Efficacy of zerumbone against dual-species biofilms of Candida albicans and Staphylococcus aureus.
Microb Pathog. 2019 Dec ;137:103768. Epub 2019 Oct 1. PMID: 31585154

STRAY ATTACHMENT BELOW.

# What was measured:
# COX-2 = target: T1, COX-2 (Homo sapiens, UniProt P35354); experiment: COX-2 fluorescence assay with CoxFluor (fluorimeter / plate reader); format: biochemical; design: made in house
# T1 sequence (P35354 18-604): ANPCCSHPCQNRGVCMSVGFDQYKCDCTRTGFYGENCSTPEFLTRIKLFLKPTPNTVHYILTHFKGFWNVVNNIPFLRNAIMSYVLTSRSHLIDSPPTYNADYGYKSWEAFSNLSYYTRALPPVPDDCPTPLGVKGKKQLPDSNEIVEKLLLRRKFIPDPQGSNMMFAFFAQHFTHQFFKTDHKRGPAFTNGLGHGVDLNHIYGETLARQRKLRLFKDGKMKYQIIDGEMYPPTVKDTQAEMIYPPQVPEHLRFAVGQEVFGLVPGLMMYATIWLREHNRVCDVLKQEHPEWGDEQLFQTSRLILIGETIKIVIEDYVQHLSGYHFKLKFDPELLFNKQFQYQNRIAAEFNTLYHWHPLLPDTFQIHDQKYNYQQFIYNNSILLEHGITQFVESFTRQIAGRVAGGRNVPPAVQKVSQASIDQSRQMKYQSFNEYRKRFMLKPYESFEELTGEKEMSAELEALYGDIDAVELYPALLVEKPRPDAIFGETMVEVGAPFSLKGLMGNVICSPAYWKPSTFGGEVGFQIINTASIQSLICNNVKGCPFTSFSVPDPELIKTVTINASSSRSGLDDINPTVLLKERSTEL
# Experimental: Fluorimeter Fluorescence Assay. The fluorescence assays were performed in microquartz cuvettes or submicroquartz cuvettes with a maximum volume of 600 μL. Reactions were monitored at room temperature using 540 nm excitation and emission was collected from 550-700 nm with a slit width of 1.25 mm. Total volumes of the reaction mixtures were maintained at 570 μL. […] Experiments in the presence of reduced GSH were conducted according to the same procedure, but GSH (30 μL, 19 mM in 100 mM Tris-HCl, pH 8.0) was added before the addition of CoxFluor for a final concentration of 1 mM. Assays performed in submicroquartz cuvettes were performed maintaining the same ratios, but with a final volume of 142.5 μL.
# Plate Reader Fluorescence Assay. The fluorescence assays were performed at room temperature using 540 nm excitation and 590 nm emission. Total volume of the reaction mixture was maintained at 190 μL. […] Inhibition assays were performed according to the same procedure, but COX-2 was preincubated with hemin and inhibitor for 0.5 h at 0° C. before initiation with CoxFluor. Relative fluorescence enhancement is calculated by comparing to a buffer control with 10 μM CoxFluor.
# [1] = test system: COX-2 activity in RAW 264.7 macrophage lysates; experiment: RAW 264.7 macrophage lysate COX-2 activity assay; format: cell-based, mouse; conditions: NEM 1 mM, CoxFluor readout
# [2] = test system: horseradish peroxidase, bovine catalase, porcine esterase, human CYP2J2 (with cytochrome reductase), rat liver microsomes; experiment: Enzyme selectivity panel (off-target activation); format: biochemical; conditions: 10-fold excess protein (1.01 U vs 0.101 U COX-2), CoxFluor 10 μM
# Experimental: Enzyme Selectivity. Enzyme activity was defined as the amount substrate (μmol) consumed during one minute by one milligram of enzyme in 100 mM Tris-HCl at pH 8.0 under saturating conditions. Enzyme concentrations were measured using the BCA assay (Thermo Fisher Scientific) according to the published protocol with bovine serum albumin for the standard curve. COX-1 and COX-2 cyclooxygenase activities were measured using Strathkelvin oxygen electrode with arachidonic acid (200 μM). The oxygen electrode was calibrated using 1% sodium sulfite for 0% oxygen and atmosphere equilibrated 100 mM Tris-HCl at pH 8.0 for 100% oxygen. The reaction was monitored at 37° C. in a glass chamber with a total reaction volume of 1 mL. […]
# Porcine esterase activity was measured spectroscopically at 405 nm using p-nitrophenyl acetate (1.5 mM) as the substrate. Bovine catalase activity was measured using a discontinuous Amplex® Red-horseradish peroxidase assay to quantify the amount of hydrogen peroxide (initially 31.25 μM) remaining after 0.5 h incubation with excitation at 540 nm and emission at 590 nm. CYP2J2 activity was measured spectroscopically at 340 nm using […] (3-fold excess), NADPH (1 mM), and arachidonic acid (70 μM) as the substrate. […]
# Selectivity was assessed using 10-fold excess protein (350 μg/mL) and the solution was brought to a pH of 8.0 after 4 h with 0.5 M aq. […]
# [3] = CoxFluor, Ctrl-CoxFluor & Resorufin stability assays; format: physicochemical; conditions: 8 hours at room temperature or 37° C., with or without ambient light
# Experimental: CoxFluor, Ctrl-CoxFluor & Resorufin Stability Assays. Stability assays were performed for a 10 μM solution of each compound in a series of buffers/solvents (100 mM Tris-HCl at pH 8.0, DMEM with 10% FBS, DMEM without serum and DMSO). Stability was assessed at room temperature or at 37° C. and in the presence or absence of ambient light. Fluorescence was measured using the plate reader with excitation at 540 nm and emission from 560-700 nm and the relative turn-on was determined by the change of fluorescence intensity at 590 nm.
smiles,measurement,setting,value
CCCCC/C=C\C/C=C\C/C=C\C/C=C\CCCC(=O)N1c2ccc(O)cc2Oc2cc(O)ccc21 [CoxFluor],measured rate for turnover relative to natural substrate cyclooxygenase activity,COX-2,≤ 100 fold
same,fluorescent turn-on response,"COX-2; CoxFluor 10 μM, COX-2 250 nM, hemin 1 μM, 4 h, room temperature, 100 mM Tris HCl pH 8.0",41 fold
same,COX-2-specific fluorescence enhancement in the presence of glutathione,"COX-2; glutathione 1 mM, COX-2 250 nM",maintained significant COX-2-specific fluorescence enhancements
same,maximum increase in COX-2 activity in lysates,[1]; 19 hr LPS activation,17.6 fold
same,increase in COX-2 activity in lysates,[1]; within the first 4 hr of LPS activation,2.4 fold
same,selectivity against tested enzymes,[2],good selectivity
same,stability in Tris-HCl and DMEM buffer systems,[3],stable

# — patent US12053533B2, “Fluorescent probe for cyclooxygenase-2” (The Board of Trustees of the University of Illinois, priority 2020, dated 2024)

Candida albicans and Staphylococcus aureus are the most common opportunistic pathogens that co-exist as mixed biofilms. Dual-species biofilms of C. albicans and S. aureus cause nosocomial medical device-related infections that are strongly resistant to antibiotics and host immune responses compared with mono-species biofilms. The purpose of this study was to describe the efficacy of zerumbone derived from Zingiber zerumbet (L.) Smith, on dual-species biofilm formation. This study examined the inhibitory effects of zerumbone on planktonic cell growth, adhesion and biofilm formation. The results demonstrated that zerumbone remarkably inhibited mono- and dual-species biofilms formed by C. albicans and S. aureus using the XTT [2,3-bis(2-smethoxy-4-nitro-5-sulfo-phenyl)-2H-tetrazolium-5-carboxanilide]-reduction assay. Furthermore, a significant decrease in biomass and cell density of dual-species biofilms following zerumbone treatment was confirmed using confocal laser scanning microscopy (CLSM). Therefore, our study suggests that zerumbone is a potential antimicrobial and antibiofilm agent indicated for the therapeutic management of nosocomial medical device-related infections induced by dual-species biofilms of C. albicans and S. aureus.